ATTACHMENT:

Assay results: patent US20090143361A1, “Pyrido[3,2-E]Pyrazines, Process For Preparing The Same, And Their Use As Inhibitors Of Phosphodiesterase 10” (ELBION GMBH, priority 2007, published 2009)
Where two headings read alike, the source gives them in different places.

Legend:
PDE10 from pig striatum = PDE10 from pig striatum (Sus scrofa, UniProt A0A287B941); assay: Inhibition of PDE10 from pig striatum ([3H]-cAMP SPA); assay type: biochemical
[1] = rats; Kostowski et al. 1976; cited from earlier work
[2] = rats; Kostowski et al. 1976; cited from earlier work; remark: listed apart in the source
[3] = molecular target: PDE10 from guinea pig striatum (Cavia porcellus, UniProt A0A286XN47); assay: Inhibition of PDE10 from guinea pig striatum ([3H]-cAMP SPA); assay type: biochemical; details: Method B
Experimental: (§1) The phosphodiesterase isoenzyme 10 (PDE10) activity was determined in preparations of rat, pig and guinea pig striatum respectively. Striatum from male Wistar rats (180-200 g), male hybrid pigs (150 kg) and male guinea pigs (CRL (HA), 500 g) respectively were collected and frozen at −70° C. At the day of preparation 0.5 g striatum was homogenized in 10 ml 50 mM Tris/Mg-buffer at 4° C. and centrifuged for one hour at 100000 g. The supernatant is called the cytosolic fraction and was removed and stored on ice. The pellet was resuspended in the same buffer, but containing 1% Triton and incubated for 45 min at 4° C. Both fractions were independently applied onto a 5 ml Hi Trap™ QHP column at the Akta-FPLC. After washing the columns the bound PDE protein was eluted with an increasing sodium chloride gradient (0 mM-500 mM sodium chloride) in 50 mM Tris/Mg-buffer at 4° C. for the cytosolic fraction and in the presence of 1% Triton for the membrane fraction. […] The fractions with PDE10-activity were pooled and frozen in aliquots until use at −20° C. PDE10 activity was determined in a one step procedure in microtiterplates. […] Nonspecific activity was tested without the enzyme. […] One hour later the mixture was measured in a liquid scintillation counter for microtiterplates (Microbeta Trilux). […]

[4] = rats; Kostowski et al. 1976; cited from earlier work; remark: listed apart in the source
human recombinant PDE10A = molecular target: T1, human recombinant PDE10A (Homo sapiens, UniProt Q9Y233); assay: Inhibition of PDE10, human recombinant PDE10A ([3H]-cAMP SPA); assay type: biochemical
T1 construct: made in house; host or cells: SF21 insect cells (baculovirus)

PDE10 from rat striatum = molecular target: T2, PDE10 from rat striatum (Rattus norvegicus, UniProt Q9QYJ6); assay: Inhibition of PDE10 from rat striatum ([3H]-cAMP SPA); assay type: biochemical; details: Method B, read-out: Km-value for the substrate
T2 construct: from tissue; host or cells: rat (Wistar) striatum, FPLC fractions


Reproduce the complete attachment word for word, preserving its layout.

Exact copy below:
Assay results: patent US20090143361A1, “Pyrido[3,2-E]Pyrazines, Process For Preparing The Same, And Their Use As Inhibitors Of Phosphodiesterase 10” (ELBION GMBH, priority 2007, published 2009)
Where two headings read alike, the source gives them in different places.

Legend:
PDE10 from pig striatum = PDE10 from pig striatum (Sus scrofa, UniProt A0A287B941); assay: Inhibition of PDE10 from pig striatum ([3H]-cAMP SPA); assay type: biochemical
[1] = rats; Kostowski et al. 1976; cited from earlier work
[2] = rats; Kostowski et al. 1976; cited from earlier work; remark: listed apart in the source
[3] = molecular target: PDE10 from guinea pig striatum (Cavia porcellus, UniProt A0A286XN47); assay: Inhibition of PDE10 from guinea pig striatum ([3H]-cAMP SPA); assay type: biochemical; details: Method B
Experimental: (§1) The phosphodiesterase isoenzyme 10 (PDE10) activity was determined in preparations of rat, pig and guinea pig striatum respectively. Striatum from male Wistar rats (180-200 g), male hybrid pigs (150 kg) and male guinea pigs (CRL (HA), 500 g) respectively were collected and frozen at −70° C. At the day of preparation 0.5 g striatum was homogenized in 10 ml 50 mM Tris/Mg-buffer at 4° C. and centrifuged for one hour at 100000 g. The supernatant is called the cytosolic fraction and was removed and stored on ice. The pellet was resuspended in the same buffer, but containing 1% Triton and incubated for 45 min at 4° C. Both fractions were independently applied onto a 5 ml Hi Trap™ QHP column at the Akta-FPLC. After washing the columns the bound PDE protein was eluted with an increasing sodium chloride gradient (0 mM-500 mM sodium chloride) in 50 mM Tris/Mg-buffer at 4° C. for the cytosolic fraction and in the presence of 1% Triton for the membrane fraction. […] The fractions with PDE10-activity were pooled and frozen in aliquots until use at −20° C. PDE10 activity was determined in a one step procedure in microtiterplates. […] Nonspecific activity was tested without the enzyme. […] One hour later the mixture was measured in a liquid scintillation counter for microtiterplates (Microbeta Trilux). […]

[4] = rats; Kostowski et al. 1976; cited from earlier work; remark: listed apart in the source
human recombinant PDE10A = molecular target: T1, human recombinant PDE10A (Homo sapiens, UniProt Q9Y233); assay: Inhibition of PDE10, human recombinant PDE10A ([3H]-cAMP SPA); assay type: biochemical
T1 construct: made in house; host or cells: SF21 insect cells (baculovirus)

PDE10 from rat striatum = molecular target: T2, PDE10 from rat striatum (Rattus norvegicus, UniProt Q9QYJ6); assay: Inhibition of PDE10 from rat striatum ([3H]-cAMP SPA); assay type: biochemical; details: Method B, read-out: Km-value for the substrate
T2 construct: from tissue; host or cells: rat (Wistar) striatum, FPLC fractions